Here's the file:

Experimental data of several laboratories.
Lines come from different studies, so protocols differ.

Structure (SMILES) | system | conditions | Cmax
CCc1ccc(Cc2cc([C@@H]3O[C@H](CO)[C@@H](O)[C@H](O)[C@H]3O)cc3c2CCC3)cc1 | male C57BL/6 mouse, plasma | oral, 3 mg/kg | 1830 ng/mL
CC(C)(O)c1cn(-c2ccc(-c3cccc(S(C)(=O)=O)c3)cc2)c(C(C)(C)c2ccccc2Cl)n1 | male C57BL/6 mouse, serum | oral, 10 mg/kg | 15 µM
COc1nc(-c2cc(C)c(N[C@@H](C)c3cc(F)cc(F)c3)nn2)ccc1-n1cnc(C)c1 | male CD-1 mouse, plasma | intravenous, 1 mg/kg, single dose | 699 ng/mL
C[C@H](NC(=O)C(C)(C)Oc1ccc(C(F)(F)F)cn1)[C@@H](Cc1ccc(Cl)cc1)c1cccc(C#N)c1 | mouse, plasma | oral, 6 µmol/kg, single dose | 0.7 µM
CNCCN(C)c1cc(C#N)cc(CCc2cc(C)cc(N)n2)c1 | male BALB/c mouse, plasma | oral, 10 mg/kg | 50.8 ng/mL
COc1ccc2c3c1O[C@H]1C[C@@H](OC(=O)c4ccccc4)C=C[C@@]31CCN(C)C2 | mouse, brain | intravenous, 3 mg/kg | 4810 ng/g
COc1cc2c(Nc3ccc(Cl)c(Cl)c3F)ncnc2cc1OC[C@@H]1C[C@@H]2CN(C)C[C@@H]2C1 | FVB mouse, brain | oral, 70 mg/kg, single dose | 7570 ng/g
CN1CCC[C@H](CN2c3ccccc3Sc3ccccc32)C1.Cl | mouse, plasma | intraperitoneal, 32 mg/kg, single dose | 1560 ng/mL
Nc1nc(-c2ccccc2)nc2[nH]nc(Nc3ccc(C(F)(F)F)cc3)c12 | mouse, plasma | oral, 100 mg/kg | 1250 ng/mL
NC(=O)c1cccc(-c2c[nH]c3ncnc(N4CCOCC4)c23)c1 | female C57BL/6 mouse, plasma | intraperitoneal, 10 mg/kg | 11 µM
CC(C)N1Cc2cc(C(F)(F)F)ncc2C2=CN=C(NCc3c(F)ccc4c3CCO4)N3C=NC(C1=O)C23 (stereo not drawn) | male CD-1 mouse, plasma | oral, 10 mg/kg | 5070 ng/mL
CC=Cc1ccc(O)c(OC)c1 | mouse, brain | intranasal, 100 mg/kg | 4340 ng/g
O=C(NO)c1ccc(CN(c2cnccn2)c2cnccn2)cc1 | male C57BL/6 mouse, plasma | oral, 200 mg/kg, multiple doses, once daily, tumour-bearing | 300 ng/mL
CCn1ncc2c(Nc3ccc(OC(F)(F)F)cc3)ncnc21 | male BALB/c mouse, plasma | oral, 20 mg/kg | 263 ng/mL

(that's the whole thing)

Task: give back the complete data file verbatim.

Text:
Experimental data of several laboratories.
Lines come from different studies, so protocols differ.

Structure (SMILES) | system | conditions | Cmax
CCc1ccc(Cc2cc([C@@H]3O[C@H](CO)[C@@H](O)[C@H](O)[C@H]3O)cc3c2CCC3)cc1 | male C57BL/6 mouse, plasma | oral, 3 mg/kg | 1830 ng/mL
CC(C)(O)c1cn(-c2ccc(-c3cccc(S(C)(=O)=O)c3)cc2)c(C(C)(C)c2ccccc2Cl)n1 | male C57BL/6 mouse, serum | oral, 10 mg/kg | 15 µM
COc1nc(-c2cc(C)c(N[C@@H](C)c3cc(F)cc(F)c3)nn2)ccc1-n1cnc(C)c1 | male CD-1 mouse, plasma | intravenous, 1 mg/kg, single dose | 699 ng/mL
C[C@H](NC(=O)C(C)(C)Oc1ccc(C(F)(F)F)cn1)[C@@H](Cc1ccc(Cl)cc1)c1cccc(C#N)c1 | mouse, plasma | oral, 6 µmol/kg, single dose | 0.7 µM
CNCCN(C)c1cc(C#N)cc(CCc2cc(C)cc(N)n2)c1 | male BALB/c mouse, plasma | oral, 10 mg/kg | 50.8 ng/mL
COc1ccc2c3c1O[C@H]1C[C@@H](OC(=O)c4ccccc4)C=C[C@@]31CCN(C)C2 | mouse, brain | intravenous, 3 mg/kg | 4810 ng/g
COc1cc2c(Nc3ccc(Cl)c(Cl)c3F)ncnc2cc1OC[C@@H]1C[C@@H]2CN(C)C[C@@H]2C1 | FVB mouse, brain | oral, 70 mg/kg, single dose | 7570 ng/g
CN1CCC[C@H](CN2c3ccccc3Sc3ccccc32)C1.Cl | mouse, plasma | intraperitoneal, 32 mg/kg, single dose | 1560 ng/mL
Nc1nc(-c2ccccc2)nc2[nH]nc(Nc3ccc(C(F)(F)F)cc3)c12 | mouse, plasma | oral, 100 mg/kg | 1250 ng/mL
NC(=O)c1cccc(-c2c[nH]c3ncnc(N4CCOCC4)c23)c1 | female C57BL/6 mouse, plasma | intraperitoneal, 10 mg/kg | 11 µM
CC(C)N1Cc2cc(C(F)(F)F)ncc2C2=CN=C(NCc3c(F)ccc4c3CCO4)N3C=NC(C1=O)C23 (stereo not drawn) | male CD-1 mouse, plasma | oral, 10 mg/kg | 5070 ng/mL
CC=Cc1ccc(O)c(OC)c1 | mouse, brain | intranasal, 100 mg/kg | 4340 ng/g
O=C(NO)c1ccc(CN(c2cnccn2)c2cnccn2)cc1 | male C57BL/6 mouse, plasma | oral, 200 mg/kg, multiple doses, once daily, tumour-bearing | 300 ng/mL
CCn1ncc2c(Nc3ccc(OC(F)(F)F)cc3)ncnc21 | male BALB/c mouse, plasma | oral, 20 mg/kg | 263 ng/mL